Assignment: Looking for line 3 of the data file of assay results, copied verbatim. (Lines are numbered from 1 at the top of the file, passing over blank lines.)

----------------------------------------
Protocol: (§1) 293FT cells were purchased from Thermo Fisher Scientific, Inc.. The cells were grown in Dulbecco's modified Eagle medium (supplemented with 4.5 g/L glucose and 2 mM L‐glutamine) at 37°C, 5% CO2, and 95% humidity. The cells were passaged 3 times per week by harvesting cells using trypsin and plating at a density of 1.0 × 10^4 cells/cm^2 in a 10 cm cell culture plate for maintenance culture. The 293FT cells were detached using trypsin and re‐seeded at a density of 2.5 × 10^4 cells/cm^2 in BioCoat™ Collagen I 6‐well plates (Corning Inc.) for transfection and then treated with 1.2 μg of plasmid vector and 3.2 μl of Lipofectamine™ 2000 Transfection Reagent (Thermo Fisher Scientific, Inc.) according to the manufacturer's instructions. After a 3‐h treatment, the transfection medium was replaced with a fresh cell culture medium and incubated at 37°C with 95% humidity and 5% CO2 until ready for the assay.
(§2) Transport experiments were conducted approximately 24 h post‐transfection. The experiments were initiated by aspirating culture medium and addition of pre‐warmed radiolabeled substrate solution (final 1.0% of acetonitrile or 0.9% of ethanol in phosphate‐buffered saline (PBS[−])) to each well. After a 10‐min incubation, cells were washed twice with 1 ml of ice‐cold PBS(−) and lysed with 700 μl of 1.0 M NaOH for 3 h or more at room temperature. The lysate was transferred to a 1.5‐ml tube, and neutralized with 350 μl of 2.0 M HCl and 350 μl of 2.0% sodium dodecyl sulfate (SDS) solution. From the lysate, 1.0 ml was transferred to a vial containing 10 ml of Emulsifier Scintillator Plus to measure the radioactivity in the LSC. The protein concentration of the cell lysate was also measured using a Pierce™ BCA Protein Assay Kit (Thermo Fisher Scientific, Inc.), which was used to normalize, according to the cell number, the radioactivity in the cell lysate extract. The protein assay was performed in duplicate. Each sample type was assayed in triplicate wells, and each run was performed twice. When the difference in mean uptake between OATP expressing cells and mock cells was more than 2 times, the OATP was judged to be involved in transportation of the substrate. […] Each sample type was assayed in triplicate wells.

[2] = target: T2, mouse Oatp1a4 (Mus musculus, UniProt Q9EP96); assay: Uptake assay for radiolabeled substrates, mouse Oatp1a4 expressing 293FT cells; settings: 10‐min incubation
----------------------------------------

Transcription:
[2] = target: T2, mouse Oatp1a4 (Mus musculus, UniProt Q9EP96); assay: Uptake assay for radiolabeled substrates, mouse Oatp1a4 expressing 293FT cells; settings: 10‐min incubation